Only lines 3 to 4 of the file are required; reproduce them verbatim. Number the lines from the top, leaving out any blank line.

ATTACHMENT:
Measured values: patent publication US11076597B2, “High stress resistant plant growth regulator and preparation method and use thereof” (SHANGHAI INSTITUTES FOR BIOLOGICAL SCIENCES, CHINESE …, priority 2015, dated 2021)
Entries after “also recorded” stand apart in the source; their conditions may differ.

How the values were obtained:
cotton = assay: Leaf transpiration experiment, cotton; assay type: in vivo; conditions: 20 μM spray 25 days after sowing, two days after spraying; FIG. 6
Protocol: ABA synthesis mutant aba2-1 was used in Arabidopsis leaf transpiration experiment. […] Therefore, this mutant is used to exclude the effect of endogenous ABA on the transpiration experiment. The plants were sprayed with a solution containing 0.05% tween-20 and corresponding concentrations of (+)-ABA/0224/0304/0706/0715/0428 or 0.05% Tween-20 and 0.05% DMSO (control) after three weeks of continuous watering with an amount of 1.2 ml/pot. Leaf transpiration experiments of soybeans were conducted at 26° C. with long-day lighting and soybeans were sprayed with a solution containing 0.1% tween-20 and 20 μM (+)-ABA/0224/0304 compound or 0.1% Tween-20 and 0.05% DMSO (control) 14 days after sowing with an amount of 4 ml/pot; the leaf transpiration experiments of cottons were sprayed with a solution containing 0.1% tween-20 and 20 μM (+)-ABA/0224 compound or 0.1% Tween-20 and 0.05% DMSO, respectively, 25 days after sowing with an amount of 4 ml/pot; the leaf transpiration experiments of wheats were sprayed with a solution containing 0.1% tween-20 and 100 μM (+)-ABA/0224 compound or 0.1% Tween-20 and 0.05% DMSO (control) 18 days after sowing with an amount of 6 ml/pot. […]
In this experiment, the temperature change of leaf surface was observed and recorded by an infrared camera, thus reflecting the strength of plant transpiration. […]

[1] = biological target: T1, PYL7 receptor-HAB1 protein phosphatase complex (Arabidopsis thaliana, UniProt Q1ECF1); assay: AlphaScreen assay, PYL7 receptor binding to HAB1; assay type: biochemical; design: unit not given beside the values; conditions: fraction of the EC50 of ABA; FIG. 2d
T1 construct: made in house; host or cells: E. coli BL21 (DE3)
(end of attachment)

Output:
How the values were obtained:
cotton = assay: Leaf transpiration experiment, cotton; assay type: in vivo; conditions: 20 μM spray 25 days after sowing, two days after spraying; FIG. 6